Birds: March 2020
Another eventful day in lockdown with it (or another) immature WHITE-TAILED EAGLE appearing around midday over Betteshanger CP. It flew slowly north over Worth marshes being mobbed by Lapwings and Buzzards as it went before settling down on Willow Farm. After an hour it flew off towards the Observatory, veered over Restharrow Scrape (scaring absolutely everything), and eventually gained height over Worth and moved off north. A spectacular sight. The Eagle stole the bird of the day title from the Manx Shearwater which flew south offshore early morning. Visible migration was also reasonable with 338 Chaffinches logged heading south.
Buzzards were moving around in the sunshine today and a few new migrants made landfall with the first Sedge and Willow Warblers of the year on Worth marshes. Five Crossbills also flew over and five White Wagtails were near Dickson’s Corner.
Blustery conditions intermixed with hail and rain showers might not be everyone’s idea of fun but any change to the routine is welcome during this lockdown period. An afternoon’s wander to the beach produced a Sandwich Tern north offshore, a 2cy Yellow-legged Gull messing about in the surf with Herring Gulls, and six Corn Buntings on the shore, the latter a particularly strange record.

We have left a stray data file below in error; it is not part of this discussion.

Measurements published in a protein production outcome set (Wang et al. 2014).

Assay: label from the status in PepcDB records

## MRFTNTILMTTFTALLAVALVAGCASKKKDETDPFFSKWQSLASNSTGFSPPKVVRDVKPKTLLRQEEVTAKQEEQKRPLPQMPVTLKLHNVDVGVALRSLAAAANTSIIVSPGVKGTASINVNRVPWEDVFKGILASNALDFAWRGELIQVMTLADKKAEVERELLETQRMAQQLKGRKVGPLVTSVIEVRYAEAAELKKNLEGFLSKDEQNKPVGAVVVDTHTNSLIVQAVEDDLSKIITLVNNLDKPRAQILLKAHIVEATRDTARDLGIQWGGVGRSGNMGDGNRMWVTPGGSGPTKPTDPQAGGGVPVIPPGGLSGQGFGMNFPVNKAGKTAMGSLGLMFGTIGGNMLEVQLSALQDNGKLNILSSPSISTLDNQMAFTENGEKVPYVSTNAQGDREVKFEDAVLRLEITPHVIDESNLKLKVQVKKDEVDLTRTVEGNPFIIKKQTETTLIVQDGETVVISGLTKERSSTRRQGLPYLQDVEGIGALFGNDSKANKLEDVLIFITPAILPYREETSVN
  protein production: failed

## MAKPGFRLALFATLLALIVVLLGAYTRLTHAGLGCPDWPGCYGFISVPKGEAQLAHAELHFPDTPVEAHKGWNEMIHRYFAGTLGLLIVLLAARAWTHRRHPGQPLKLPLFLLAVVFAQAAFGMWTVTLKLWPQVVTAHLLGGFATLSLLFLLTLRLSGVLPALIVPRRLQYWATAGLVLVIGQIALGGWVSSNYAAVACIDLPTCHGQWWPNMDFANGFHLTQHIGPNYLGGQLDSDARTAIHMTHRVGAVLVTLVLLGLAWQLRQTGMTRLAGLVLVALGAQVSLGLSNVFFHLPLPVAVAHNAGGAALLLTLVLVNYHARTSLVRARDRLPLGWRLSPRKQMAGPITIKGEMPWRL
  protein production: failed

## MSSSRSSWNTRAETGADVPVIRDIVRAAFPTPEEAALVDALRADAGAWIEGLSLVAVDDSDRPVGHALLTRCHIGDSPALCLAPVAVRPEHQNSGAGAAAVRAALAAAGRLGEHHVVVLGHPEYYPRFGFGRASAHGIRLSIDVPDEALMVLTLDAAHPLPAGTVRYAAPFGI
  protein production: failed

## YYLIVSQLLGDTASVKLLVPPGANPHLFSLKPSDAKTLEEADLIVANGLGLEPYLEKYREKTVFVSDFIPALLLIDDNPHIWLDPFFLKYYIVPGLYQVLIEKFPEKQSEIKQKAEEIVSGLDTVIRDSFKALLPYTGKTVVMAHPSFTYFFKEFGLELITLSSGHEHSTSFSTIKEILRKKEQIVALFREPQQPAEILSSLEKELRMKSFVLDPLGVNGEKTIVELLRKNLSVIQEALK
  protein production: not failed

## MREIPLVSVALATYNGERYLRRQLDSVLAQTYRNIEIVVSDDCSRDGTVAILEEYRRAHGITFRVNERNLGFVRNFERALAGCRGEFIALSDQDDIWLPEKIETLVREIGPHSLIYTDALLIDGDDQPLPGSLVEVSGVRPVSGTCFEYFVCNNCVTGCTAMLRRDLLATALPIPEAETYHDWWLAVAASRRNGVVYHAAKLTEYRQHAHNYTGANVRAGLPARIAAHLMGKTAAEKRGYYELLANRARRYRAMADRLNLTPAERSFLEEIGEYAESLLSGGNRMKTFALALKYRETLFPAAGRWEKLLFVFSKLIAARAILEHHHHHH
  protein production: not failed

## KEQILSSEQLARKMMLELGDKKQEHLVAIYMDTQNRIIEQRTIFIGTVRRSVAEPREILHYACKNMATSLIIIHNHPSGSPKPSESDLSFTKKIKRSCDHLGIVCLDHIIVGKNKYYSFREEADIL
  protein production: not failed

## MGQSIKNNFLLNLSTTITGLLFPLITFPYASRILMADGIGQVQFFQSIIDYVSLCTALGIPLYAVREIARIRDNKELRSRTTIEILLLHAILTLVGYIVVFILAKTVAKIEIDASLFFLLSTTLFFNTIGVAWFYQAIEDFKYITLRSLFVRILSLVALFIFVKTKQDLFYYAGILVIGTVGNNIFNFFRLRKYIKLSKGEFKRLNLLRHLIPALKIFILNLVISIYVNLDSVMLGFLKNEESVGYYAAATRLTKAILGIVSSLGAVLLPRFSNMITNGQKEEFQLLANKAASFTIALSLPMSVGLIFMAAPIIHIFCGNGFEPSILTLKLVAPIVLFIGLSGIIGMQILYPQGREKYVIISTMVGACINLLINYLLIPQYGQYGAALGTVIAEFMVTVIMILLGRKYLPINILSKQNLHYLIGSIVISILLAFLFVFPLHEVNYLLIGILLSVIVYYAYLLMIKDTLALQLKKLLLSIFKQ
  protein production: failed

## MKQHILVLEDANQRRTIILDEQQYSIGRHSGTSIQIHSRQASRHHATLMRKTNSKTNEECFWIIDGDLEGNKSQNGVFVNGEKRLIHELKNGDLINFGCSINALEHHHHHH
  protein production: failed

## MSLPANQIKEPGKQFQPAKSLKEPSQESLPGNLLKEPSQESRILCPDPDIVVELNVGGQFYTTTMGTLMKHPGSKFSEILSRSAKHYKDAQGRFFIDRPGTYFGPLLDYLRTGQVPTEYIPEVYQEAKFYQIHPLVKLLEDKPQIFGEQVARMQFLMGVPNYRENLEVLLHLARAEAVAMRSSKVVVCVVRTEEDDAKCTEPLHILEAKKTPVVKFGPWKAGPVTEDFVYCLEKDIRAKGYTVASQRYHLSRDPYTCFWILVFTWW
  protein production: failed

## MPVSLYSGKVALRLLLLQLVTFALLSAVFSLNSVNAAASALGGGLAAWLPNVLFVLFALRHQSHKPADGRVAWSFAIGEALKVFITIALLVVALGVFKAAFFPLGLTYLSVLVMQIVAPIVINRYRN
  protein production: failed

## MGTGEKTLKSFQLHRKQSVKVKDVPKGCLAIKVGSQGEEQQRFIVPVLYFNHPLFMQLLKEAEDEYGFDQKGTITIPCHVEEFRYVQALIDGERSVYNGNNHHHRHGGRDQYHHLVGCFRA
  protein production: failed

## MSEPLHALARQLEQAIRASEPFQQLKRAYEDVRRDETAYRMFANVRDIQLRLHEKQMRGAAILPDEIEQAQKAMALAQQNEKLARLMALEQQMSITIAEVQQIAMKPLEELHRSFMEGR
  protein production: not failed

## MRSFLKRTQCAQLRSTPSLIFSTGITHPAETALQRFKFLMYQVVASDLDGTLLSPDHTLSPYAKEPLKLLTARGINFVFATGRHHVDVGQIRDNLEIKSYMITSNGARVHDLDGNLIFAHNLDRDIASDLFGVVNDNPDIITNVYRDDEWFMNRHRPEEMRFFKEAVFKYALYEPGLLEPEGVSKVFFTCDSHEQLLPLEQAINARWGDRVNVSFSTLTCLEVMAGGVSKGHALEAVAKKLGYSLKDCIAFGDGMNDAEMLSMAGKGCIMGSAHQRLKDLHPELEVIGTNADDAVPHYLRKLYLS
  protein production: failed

The strong wind was integral to the poor numbers seen today. Worth marshes had a female Marsh Harrier, 21 Golden Plovers, three Little Ringed Plovers, two Ruff, and an increase in Lesser Black-backed Gulls to 19 and Starlings to 800.
Not much new activity today in a strengthening wind. Two Black Redstarts were still near the Sailing Club and there was a clear increase in Linnets with 160 on the Estate and 135 on Worth.
A brief walk to the beach at first light produced over 150 Chaffinches south, a female Marsh Harrier in off, and a party of three Black Redstarts on Sandilands lawn. Meanwhile the Ruddy Shelduck and the Little Gull re-appeared on Worth marshes.
Biggest news of the day was an immature WHITE-TAILED EAGLE which flew slowly north over Worth and the Estate in the company of a Red Kite and five Buzzards. This constitutes the first sighting for Sandwich Bay (though some birds were shot nearby in the 1880’s). There was also a singing Firecrest in the Elms and small groups of Chaffinches flew south totalling 60+ birds. On Worth marshes there were two smart Water Pipits, six Knots and six Ruffs, and our earliest ever Hobby.